Purpose of review: High-density lipoproteins (HDL) are involved in reverse cholesterol transport. Results from randomized trials of HDL-targeting therapies, including cholesteryl ester transfer protein (CETP) inhibitors, have shown a lack of benefit in unsegmented populations. These observations could be explained by inter-individual variability of clinical responses to such agents depending on the patients' genotypes. In parallel, although lowering of LDL cholesterol (LDL-c) with statin therapy reduces the risk of vascular events in a wide range of individuals, inter-individual variability exists with regard to LDL-c-lowering response as well as efficacy in reducing major cardiovascular events.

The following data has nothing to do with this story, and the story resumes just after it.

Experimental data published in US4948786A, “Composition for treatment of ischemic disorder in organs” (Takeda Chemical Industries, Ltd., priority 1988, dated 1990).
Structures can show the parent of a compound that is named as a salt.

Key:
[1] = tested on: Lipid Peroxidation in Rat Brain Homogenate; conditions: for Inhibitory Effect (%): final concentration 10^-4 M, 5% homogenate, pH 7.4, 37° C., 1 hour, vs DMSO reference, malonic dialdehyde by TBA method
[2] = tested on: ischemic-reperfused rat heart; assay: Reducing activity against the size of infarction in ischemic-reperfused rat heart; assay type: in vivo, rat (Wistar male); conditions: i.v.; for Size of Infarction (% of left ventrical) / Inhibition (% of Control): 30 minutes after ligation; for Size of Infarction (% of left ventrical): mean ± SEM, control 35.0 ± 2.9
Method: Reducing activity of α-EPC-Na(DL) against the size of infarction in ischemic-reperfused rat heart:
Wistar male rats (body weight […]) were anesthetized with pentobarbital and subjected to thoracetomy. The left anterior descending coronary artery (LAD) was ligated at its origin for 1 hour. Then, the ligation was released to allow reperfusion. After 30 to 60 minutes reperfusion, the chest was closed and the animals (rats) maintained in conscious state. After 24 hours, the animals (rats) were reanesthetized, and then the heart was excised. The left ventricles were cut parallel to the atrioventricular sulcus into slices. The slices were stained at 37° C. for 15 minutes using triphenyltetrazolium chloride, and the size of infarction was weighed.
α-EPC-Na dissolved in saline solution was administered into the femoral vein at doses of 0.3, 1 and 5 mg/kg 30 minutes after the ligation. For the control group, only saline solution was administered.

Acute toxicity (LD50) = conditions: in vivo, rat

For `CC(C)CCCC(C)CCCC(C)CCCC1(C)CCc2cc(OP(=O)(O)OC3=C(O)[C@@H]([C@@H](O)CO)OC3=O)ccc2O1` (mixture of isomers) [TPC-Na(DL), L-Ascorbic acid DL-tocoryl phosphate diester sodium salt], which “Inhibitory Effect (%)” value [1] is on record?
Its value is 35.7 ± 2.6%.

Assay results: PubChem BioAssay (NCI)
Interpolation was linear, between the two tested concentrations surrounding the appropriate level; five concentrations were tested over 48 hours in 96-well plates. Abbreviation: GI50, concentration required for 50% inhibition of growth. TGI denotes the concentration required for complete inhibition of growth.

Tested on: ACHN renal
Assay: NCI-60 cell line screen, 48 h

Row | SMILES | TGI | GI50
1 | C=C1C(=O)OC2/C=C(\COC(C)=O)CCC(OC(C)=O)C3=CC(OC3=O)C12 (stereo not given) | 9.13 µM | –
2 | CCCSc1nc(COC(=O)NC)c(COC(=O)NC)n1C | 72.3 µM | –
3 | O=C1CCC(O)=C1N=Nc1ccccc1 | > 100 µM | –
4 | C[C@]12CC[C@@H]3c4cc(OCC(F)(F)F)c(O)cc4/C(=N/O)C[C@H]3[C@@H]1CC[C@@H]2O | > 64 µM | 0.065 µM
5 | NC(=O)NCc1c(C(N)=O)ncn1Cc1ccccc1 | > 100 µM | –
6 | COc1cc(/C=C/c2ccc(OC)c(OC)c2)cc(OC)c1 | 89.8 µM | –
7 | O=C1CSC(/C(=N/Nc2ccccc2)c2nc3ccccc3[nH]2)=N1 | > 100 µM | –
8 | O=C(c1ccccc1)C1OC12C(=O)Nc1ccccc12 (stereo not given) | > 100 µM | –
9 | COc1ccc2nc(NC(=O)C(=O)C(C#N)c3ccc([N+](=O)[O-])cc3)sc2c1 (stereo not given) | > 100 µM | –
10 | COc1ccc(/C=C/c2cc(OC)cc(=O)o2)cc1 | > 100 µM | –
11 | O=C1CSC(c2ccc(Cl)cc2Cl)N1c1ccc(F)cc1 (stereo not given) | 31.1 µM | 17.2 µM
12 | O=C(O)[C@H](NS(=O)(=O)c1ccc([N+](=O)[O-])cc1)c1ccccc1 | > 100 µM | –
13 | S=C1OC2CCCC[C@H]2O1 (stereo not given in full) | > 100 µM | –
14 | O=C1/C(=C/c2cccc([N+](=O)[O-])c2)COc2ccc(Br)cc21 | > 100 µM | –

Recent findings: Pharmacogenomic analyses were performed in the dal-OUTCOMES and dal-PLAQUE-2 studies. Beneficial and concordant results were observed in patients with the favorable genotype when treated with the CETP inhibitor dalcetrapib. Similarly, previous studies revealed genetic variants associated with differential LDL-c response to statin therapy. In this review, we discuss the pharmacogenetic determinants of HDL-targeting and statin therapy responses in light of the latest available published data, and their potential therapeutic applications.
Keywords: Cardiovascular disease; Cholesteryl ester transfer protein (CETP) inhibitors; High-density lipoproteins (HDL); Pharmacogenetics; Statins.